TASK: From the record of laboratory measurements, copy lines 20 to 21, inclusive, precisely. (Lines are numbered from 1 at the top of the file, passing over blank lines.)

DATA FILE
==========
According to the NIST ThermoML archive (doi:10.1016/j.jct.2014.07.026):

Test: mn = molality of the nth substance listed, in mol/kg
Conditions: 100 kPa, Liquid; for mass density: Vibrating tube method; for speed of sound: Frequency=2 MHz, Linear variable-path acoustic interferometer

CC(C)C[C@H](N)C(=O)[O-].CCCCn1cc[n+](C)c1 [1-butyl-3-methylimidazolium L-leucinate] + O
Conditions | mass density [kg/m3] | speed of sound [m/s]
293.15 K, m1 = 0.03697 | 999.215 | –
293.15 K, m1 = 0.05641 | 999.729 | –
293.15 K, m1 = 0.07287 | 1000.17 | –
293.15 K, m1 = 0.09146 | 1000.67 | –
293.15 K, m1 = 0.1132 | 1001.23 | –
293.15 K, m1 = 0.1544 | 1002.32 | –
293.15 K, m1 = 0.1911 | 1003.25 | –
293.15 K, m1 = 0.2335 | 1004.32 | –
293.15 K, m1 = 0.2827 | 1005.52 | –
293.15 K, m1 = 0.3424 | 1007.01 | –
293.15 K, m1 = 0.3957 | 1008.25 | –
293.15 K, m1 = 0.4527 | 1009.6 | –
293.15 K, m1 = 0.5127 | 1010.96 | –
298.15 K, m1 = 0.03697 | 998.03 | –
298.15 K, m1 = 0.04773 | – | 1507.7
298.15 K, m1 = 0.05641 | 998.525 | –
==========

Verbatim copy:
298.15 K, m1 = 0.04773 | – | 1507.7
298.15 K, m1 = 0.05641 | 998.525 | –